Agency Shifts Focus to Preventing Food-borne Illness Rather Than Just Responding
By Matt McMillen
WebMD Health News
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Reviewed by Laura J. Martin, MD
May 2, 2012 -- As grilling season fast approaches, the USDA today announced initiatives to better protect consumers from contaminants that can turn meat deadly.
Officials told reporters that the new efforts will allow the agency to focus on the prevention of outbreaks rather than simply responding to them after they occur.
"We will take these tools and do a better job of protecting consumers," USDA Under Secretary for Food Safety Elisabeth Hagen, MD, said in a media briefing.
The tools include changes to what are called traceback procedures, which the agency uses to investigate outbreaks and determine their sources. Until now, policy dictated that the agency wait until laboratory testing delivered a positive result before investigating a suspected contamination.
In the plan announced today, Hagen said a federal response would come sooner if routine sampling revealed what Hagen referred to as a "presumptive positive" for harmful contaminants, such as the toxin-producing bacteria E. coli.
"Acting at the presumptive level buys us a day, perhaps two days," said Hagen. "Every minute counts when you talk about a traceback."
Isolating the source of the contamination could prevent or limit its entrance to consumer markets. The agency will implement other measures as it takes what Hagen describes as a "preventive approach rather than a reactive approach" to food-borne illness.
Food companies will be required to establish and maintain written recall procedures to be followed if a contamination does occur, and to keep a paper trail for any changes to their hazard control plans. In the event of a contamination, they will have 24 hours to inform the Food Safety and Inspection Service, the division of the USDA responsible for maintaining the safety of the nation's food supply.
Response to USDA Plans
The new direction, which focuses on prevention and faster response times, is a huge improvement over past USDA practices, says Philip M. Tierno Jr., PhD, director of clinical microbiology at NYU Langone Medical Center and clinical professor at the NYU School of Medicine.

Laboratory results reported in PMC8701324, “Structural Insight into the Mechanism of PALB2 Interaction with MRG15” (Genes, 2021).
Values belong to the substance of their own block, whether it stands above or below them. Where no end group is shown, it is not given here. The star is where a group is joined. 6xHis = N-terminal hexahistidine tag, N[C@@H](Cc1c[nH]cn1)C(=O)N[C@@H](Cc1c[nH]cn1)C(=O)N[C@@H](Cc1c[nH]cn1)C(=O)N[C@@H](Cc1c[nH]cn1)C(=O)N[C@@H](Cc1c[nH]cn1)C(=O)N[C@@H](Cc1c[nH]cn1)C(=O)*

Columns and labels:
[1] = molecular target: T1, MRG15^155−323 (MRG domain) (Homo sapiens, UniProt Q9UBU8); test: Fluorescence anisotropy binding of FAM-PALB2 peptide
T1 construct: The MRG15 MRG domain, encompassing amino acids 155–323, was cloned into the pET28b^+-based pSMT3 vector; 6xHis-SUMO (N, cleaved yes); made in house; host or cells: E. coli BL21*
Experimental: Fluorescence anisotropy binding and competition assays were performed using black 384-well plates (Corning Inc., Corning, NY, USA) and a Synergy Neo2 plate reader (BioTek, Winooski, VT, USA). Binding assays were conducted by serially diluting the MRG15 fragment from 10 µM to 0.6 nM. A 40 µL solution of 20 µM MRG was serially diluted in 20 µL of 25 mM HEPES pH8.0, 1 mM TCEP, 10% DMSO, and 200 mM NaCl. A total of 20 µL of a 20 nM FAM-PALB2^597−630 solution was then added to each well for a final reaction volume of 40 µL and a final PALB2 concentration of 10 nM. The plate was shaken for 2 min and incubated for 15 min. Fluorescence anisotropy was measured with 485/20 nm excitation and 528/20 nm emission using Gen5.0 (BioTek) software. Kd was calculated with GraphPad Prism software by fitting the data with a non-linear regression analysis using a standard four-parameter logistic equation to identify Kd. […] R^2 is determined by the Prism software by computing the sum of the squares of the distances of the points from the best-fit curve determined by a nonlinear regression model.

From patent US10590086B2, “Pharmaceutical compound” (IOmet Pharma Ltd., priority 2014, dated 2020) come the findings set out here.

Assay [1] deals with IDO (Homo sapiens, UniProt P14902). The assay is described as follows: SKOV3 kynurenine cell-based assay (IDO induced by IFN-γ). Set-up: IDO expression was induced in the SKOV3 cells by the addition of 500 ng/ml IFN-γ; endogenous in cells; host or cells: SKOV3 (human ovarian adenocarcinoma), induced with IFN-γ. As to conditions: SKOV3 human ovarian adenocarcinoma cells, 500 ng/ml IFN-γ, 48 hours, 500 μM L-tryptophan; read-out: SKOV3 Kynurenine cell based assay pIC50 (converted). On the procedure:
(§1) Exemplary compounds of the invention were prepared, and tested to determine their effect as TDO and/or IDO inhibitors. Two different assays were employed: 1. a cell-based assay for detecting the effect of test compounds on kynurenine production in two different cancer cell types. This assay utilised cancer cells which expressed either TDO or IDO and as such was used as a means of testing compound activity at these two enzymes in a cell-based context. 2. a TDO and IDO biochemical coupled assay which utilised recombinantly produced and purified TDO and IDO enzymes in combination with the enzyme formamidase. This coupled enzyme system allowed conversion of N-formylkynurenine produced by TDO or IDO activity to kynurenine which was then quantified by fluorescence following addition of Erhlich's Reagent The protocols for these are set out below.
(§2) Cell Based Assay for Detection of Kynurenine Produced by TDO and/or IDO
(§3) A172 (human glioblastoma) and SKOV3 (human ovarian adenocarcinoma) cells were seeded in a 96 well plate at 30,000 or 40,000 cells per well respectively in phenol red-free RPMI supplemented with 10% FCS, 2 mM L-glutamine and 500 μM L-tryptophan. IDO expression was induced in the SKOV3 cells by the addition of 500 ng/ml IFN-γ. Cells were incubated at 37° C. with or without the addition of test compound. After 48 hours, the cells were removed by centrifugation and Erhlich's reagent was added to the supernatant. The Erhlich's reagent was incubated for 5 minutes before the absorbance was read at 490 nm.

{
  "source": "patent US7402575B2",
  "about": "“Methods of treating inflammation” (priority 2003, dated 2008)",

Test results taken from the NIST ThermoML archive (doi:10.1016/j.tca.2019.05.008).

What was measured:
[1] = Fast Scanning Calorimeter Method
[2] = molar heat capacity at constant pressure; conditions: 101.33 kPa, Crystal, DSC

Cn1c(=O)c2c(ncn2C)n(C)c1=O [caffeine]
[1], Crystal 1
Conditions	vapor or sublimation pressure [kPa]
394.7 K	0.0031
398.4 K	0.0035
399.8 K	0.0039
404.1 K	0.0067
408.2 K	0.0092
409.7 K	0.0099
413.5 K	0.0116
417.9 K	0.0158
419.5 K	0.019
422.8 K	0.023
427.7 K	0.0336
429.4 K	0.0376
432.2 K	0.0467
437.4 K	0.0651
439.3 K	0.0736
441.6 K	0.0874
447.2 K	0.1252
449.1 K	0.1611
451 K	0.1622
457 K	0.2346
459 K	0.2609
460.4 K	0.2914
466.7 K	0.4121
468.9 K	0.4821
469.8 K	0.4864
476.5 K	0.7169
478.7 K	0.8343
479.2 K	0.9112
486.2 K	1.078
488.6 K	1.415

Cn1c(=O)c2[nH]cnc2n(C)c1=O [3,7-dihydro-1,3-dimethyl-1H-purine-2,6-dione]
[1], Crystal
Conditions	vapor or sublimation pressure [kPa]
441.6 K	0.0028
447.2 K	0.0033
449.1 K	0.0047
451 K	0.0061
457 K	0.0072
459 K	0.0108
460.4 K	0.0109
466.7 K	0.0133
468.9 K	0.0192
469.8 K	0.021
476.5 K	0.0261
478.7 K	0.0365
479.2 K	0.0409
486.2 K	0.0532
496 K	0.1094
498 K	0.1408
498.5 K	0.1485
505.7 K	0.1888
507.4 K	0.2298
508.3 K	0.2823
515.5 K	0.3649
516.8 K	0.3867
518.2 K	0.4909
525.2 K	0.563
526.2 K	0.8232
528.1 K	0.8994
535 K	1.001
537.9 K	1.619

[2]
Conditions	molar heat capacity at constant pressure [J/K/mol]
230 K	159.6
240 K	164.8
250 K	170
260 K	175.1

"We will likely see a reduction in unnecessary illnesses and possibly the prevention of a [death] or two," says Tierno, author of The Secret Life of Germs.
Washington, D.C.-based consumer advocacy group Center for Science in the Public Interest also supports the USDA's shift in priorities.
"When it comes to testing for E. coli, it makes sense to start traceback procedures upon a presumptively positive test result, and not lose valuable time waiting for a confirmation," CSPI's Food Safety Director Caroline Smith DeWaal says in a statement.
However, the statement calls on USDA to go further. They would like to see the agency require that retailers who grind their own beef, such as supermarkets, keep records about such products. Doing so will enable investigators to trace the source of an outbreak that occurs when the meat is ground.
Consumers Should Also Take Protective Measures
Supermarket shoppers, meanwhile, can take steps to protect themselves from food-borne illnesses, says Tierno. While he says that most people do a good job of thoroughly cooking meat, they are not as careful when they are shopping.
"When you pick up a package of meat, your hands can get contaminated," says Tierno, referring to the often leaky plastic-wrapped packages of ground meat and chicken bought in markets. "It doesn't take much."
He advises consumers to pick out meat last, to keep the packages away from other foods, and, until you have had a chance to wash them, to avoid putting your hands in your mouth or rubbing your eyes. He also recommends carrying an alcohol-based gel or wipes containing a small amount of bleach to clean yourself up after handling a package.
"You can't live in a germ-free bubble," he says, "but you should be aware of contaminants and how to break their transmission."
SOURCES: Media briefing, USDA.News release, Center for Science in the Public Interest. Philip M. Tierno Jr., PhD, director of clinical microbiology, NYU Langone Medical Center; clinical professor, NYU School of Medicine.
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